Judicial Watch reports that Hezbollah commander Ali Mussa Daqduq, who tortured and killed 5 U.S. soldiers in Iraq and was detained by U.S. forces in early 2007, will be freed by an Iraqi court–the inevitable, and predictable, result of an Obama administration decision to hand him over to Iraqi authorities rather than bring him to Guantanamo Bay.
Judicial Watch summarizes the pathetic abdication of justice by the Obama administration:
We all knew this would happen back in December when the commander-in-chief handed over the Lebanese militant, Ali Mussa Daqduq, to Iraqi officials. A mainstream newspaper presented it as a “dilemma” for the president as American troops prepared to exit Iraq. Daqduq had been in U.S. military custody in Iraq since 2007 for his involvement in a carefully orchestrated plot that killed, kidnapped and tortured American military officers.
The atrocities took place in a city called Karbala, south of Baghdad in early 2007. Around a dozen terrorists dressed in U.S. military uniforms opened fire on Americans after approaching a camp in five sports utility vehicles resembling U.S. transports. One U.S. soldier died at the scene and four others were kidnapped, tortured and executed. Daqduq, a Hezbollah commander, was the mastermind.
But President Obama didn’t want to remove the terrorist from Iraq without permission from the country, in order not to violate its sovereignty. He also refused to take Daqduq to the U.S. Naval base in Guantanamo Cuba, which houses other high-value terrorists, because the facility is an anathema in the Middle East and Iraqi Prime Minister Nuri Kamal al-Maliki would not approve the “unacceptable” Guantanamo option.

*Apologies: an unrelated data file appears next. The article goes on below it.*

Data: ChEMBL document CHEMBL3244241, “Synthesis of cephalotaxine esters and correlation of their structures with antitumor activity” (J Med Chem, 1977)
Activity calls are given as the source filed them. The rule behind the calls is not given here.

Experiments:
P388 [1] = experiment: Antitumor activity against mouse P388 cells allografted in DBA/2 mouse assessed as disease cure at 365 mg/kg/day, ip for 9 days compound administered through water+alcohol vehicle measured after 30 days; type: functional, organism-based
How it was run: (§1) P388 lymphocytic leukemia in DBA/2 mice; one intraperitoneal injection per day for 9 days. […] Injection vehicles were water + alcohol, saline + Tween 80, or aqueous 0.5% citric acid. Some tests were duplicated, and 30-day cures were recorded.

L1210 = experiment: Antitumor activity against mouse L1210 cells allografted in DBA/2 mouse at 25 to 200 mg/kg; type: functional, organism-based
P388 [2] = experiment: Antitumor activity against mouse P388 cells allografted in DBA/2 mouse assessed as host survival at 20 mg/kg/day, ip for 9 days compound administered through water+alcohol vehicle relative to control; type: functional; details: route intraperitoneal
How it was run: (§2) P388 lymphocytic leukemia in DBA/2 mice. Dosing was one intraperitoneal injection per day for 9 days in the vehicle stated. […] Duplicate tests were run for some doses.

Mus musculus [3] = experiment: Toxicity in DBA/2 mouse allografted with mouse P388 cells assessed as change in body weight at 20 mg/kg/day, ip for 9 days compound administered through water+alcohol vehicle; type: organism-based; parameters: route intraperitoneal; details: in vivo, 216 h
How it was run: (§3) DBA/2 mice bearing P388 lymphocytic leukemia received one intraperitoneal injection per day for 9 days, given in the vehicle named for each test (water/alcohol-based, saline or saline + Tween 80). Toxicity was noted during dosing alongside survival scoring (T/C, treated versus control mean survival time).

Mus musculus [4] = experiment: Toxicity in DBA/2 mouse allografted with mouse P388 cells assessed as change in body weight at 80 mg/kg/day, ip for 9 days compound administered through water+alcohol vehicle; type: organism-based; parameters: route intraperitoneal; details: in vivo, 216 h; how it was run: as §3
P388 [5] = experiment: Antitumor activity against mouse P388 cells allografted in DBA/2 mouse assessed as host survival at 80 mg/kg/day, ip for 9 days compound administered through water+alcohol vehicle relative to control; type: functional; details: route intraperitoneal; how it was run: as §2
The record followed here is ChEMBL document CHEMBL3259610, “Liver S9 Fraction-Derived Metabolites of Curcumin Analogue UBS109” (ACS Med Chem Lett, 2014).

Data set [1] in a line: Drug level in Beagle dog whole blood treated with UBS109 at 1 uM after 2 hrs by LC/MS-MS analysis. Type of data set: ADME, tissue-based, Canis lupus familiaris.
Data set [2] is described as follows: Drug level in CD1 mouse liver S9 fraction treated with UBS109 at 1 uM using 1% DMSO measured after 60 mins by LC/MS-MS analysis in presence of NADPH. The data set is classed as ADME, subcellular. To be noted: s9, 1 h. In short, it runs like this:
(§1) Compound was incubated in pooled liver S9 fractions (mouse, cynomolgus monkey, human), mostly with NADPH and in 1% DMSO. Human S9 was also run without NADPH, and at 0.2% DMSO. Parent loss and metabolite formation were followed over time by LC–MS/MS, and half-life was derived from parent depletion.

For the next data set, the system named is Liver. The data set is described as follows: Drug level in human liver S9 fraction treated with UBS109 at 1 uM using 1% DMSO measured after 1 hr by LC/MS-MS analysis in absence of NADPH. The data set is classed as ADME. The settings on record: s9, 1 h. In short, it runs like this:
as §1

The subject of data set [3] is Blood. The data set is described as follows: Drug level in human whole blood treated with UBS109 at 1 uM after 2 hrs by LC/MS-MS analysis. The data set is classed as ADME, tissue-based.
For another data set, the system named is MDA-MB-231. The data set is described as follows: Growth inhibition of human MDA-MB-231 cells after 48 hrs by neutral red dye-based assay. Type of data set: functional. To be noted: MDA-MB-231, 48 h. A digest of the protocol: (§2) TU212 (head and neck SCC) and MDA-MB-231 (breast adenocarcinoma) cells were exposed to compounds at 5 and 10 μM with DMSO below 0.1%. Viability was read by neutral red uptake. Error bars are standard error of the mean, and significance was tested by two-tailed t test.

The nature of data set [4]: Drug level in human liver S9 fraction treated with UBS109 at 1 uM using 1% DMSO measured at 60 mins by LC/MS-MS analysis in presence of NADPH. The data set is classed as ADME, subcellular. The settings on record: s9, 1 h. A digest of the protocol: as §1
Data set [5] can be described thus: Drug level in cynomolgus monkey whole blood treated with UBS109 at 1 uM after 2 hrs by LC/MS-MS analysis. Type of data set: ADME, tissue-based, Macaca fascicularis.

So Obama handed Daqduq over to the Iraqis even though several members of congress pointed out that it would be the same as freeing him. Apparently, Iraq pinky promised to hold him accountable for murdering our soldiers. No one, probably not even Obama, really believed that and this week a national newswire story confirmed it.
As noted by Judicial Watch, the Obama administration belatedly tried to launch a prosecution of Daqduq–which will never happen now that the Iraqi legal system has freed him and closed off the possibility of extradition.
In 2011, the Obama administration blamed George W. Bush for the dilemma, saying that the U.S. was required to hand Daqduq over to Iraqi authorities under an agreement President Bush had negotiated. However, Daqduq is a native of Lebanon, not Iraq, and critics have argued that he is not covered by the agreement.
Furthermore, the Obama administration could have negotiated for a continued, smaller U.S. presence in Iraq–as recommended by military leaders, and even by Iraqi leaders–but pursued the talks only halfheartedly as the President sought to accelerate U.S. withdrawal for political reasons.
That, in turn, meant the U.S. had no way to ensure that Daqduq would be brought to justice, either within the U.S. military justice system or in the Iraqi legal system. This is a travesty for which President Barack Obama is directly responsible.
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